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Male groin diagram: Anatomy of the Abdomen and Groin

The Inguinal Canal – Boundaries – Contents


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Original Author(s): Oliver Jones
Last updated: September 26, 2022
Revisions: 46

Original Author(s): Oliver Jones
Last updated: September 26, 2022
Revisions: 46


  • 1 Development of the Inguinal Canal
  • 2 Mid-Inguinal Point and Midpoint of the Inguinal Ligament
  • 3 Boundaries
    • 3.1 Walls
    • 3.2 Rings
  • 4 Contents
  • 5 Clinical Relevance: Inguinal Hernia
    • 5.1 Indirect Inguinal Hernia
    • 5.2 Direct Inguinal Hernia
  • 6 Prosection Images

The inguinal canal is a short passage that extends inferiorly and medially through the inferior part of the abdominal wall. It is superior and parallel to the inguinal ligament.

The canal serves as a pathway by which structures can pass from the abdominal wall to the external genitalia. It is of clinical importance as a potential weakness in the abdominal wall, and thus a common site of herniation.

In this article, we shall look at the anatomy of the inguinal canal – its development, borders and contents.

By TeachMeSeries Ltd (2023)

Fig 1 – Overview of the inguinal canal. Clinically it is important to note that the opening to the inguinal canal is located laterally to the inferior epigastric artery.

Development of the Inguinal Canal

During development, the tissue that will become gonads (either testes or ovaries) establish in the posterior abdominal wall, and descend through the abdominal cavity. A fibrous cord of tissue called the gubernaculum attaches the inferior portion of the gonad to the future scrotum or labia, and guides them during their descent.

The inguinal canal is the pathway by which the testes (in an individual with an XY karyotype) leave the abdominal cavity and enter the scrotum. In the embryological stage, the canal is flanked by an out-pocketing of the peritoneum (processus vaginalis) and the abdominal musculature.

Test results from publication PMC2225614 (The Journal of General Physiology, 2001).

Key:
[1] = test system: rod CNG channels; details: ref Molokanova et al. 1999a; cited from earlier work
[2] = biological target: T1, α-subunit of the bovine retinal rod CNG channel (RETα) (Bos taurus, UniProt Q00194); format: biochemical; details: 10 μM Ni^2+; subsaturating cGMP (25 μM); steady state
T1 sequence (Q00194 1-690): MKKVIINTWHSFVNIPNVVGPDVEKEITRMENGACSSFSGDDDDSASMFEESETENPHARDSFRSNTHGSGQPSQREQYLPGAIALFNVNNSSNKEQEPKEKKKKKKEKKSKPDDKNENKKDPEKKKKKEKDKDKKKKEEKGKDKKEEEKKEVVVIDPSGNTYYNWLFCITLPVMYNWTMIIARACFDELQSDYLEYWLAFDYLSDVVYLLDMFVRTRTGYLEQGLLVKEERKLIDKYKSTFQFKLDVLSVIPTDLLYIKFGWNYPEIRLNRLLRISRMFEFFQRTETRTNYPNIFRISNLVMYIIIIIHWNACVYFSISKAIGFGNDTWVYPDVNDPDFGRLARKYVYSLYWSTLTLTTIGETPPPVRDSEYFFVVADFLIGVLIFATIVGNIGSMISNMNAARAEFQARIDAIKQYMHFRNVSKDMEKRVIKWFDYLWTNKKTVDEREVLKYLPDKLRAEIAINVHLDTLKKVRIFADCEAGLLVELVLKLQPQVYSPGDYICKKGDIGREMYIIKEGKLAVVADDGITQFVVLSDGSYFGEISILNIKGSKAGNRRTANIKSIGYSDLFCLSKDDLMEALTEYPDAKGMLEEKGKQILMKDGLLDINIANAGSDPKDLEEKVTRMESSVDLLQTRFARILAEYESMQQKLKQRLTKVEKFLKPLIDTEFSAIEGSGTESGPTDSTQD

The processus vaginalis normally degenerates, but a failure to do so can cause an indirect inguinal hernia, a hydrocele, or interfere with the descent of the testes. The gubernaculum (once it has shortened in the process of the descent of the testes) becomes a small scrotal ligament, tethering the testes to the scrotum and limiting their movement.

Individuals with an XX karyotype also have a gubernaculum, which attaches the ovaries to the uterus and future labia majora. Because the ovaries are attached to the uterus by the gubernaculum, they are prevented from descending as far as the testes, instead moving into the pelvic cavity. The gubernaculum then becomes two structures in the adult: the ovarian ligament and round ligament of uterus

By TeachMeSeries Ltd (2023)

Fig 2 – The descent and embryological development of the testes. Note that the processus vaginalis normally regresses after the descent of the testes

Mid-Inguinal Point and Midpoint of the Inguinal Ligament

These two terms are mentioned frequently in this article, and are often (mistakenly) used interchangeably:

  • Mid-inguinal point – halfway between the pubic symphysis and the anterior superior iliac spine. The femoral pulse can be palpated here.
  • Midpoint of the inguinal ligament – halfway between the pubic tubercle and the anterior superior iliac spine (the two attachments of the inguinal ligament). The opening to the inguinal canal is located just above this point.

By TeachMeSeries Ltd (2023)

Fig 3 – Coronal view of the pelvis, demonstrating the mid-inguinal point and the midpoint of the inguinal ligament


The inguinal canal is bordered by anterior, posterior, superior (roof) and inferior (floor) walls. It has two openings – the superficial and deep rings.


  • Anterior wall – aponeurosis of the external oblique, reinforced by the internal oblique muscle laterally.
  • Posterior wall – transversalis fascia.